16 critical functions of our education system - if not delivered by the local authority then who?

By John Freeman

| 16 March 2016

Later today, the Chancellor will announce the largest shift in education since the creation of local authorities early in the last century, before the First World War. The wholesale privatisation of the schools system will be encouraged, if that is the right word, by some significant ‘smoke and mirrors’ funding which will be less than the already-planned cuts to education. And of course the process of academisation itself has already proved catastrophically expensive.

If you then add to the mix that, as predicted widely in 2010 when Michael Gove started the process, academisation does not result in the massive, or even significant, improvements in standards that were promised, the whole business seems like a red herring.

If you then add to the mix that the DfE has failed to come up with any stable school system for the future, the whole process is in disarray. We have had academy chains – some of which have failed, or gone out of business – academy trusts of many sorts, academy converters, and the most recent jargon is ‘MATisation’.  

If you then add in to the mix that over the next few years the process of academisation will itself absorb time and energy – and huge amounts of money, at a time of continued government-imposed austerity – the  whole exercise seems beyond pointless.

The evidence seems to be that professionals agree – teacher recruitment is at an all time low, and headteacher recruitment is little better. And we have the Organisation for Economic Cooperation and Development saying that our maths curriculum is an inch deep and a mile wide … so the whole education edifice set up by the Coalition government is failing.

How, in all this chaos, do we protect services to the public and to the most vulnerable?

There are a number of functions that need to be carried out above the level of the school or the MAT to make sure that every child gets a decent education. They could be (have been) carried out by local authorities and national independent agencies such as Ofsted. But in a fully MATised system, the need is greater than ever.

I have identified the following functions that operate above the level of the school to be sure that they are operated fairly and well. I would argue that most are in the proper realm of the local authority, as a democratically accountable body, but whether the government agree or not, these functions are required, and if it is not the local authority, then we all need to know who has those functions. (And we need rather more clarity than at present, with the Education Funding Agency, Ofsted, regional schools commissioners, and local authorities all having overlapping roles.)

  1. School planning – where should schools be built to meet the needs of the local population? If not the local authority, who?
  2. Disaster management and recovery – if there is a disaster – fire or flood – who takes rapid action to ensure continuity of service? If not the local authority, who?
  3. School funding – while funding should be fair overall, who should take proper account of local circumstances? If not the local authority, who?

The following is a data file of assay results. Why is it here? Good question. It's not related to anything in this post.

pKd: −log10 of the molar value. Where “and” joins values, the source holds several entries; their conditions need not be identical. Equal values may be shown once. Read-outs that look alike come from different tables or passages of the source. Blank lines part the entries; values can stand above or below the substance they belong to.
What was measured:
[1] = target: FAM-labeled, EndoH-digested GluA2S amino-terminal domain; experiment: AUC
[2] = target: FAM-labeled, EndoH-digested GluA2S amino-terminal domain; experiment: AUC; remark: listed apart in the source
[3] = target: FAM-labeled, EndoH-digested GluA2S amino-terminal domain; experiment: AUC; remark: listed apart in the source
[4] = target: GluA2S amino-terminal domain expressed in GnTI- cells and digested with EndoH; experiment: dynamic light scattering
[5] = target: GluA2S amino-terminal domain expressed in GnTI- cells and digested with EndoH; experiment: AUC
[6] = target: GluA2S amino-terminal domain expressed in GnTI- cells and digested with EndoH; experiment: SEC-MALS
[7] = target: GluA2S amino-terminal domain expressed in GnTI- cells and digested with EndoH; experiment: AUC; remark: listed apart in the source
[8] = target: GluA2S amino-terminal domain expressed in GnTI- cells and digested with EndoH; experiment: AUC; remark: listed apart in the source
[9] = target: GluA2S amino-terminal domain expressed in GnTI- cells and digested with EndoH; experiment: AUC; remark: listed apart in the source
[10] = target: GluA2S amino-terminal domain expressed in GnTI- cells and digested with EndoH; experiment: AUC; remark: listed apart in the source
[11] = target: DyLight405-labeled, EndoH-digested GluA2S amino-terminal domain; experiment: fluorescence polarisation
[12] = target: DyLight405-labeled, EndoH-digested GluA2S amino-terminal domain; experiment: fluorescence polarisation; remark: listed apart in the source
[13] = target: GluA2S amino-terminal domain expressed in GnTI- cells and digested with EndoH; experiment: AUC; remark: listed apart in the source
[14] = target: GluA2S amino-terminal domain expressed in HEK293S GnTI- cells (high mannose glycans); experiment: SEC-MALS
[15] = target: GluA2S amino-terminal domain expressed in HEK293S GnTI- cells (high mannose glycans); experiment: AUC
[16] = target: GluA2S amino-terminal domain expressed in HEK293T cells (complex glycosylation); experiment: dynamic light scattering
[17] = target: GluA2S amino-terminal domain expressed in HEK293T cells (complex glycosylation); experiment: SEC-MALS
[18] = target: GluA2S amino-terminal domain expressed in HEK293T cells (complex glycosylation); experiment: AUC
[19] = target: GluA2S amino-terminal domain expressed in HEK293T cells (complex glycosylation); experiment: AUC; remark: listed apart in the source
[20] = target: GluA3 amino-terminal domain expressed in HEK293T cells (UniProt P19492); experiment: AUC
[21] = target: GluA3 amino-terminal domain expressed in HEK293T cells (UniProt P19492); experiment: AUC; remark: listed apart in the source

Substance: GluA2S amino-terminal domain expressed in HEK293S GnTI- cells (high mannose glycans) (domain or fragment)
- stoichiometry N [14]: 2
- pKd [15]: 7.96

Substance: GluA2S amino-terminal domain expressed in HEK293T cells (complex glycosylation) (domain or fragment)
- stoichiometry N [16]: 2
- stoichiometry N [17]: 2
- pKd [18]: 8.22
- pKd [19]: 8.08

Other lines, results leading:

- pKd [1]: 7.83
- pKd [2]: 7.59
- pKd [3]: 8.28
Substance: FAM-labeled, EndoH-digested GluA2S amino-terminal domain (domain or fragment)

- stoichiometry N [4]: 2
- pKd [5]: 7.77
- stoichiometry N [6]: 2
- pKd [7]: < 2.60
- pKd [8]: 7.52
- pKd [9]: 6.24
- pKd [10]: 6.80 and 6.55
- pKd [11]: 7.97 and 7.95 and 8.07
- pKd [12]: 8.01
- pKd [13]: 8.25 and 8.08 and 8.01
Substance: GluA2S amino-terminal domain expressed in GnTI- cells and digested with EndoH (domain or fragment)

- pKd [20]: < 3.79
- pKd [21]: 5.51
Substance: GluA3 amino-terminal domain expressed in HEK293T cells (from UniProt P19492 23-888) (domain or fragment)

4. School quality assurance – who, locally, is going to make sure that every school is doing a decent job? If not the local authority, who?
  5. School improvement – who is going to make sure that every school gets the support and challenge it needs to improve? If not the local authority, who?
  6. School admissions – who is going to make sure that school admissions are fair for all? If not the local authority, who?
  7. School exclusions – who is going to make sure schools exclude children on proper and not spurious grounds? If not the local authority, who?
  8. School attendance – who is going to make sure that every child actually attends school? If not the local authority, who?
  9. Careers advice – who is going to give children clear and unbiased advice in their best interested? If not the local authority, who?
  10. School transport – who is going to make sure that school transport is effective and cost-efficient? If not the local authority, who?
  11. Additional needs – who is going to make sure that children with additional needs – minor or major – get a fair deal? If not the local authority, who?
  12. Children in care / children in need – who is going to make sure that children in the care of the state get the best possible deal? If not the local authority, who?
  13. Safeguarding – who is going to make sure that schools ensure that every child is safe? If not the local authority, who?
  14. Vulnerable children including ‘radicalisation’ and child sexual exploitation – who is going to make sure that vulnerable children get a fair deal, and that schools operate properly? If not the local authority, who?
  15. Local complaints – who is going to deal with local complaints that the school has not dealt with? If not the local authority, who?
  16. Home education – who is going to make sure that every child is properly educated? If not the local authority, who?

John Freeman CBE is a former director of children’s services and is now a freelance consultant

Read his blog at cypnow.co.uk/freemansthinking

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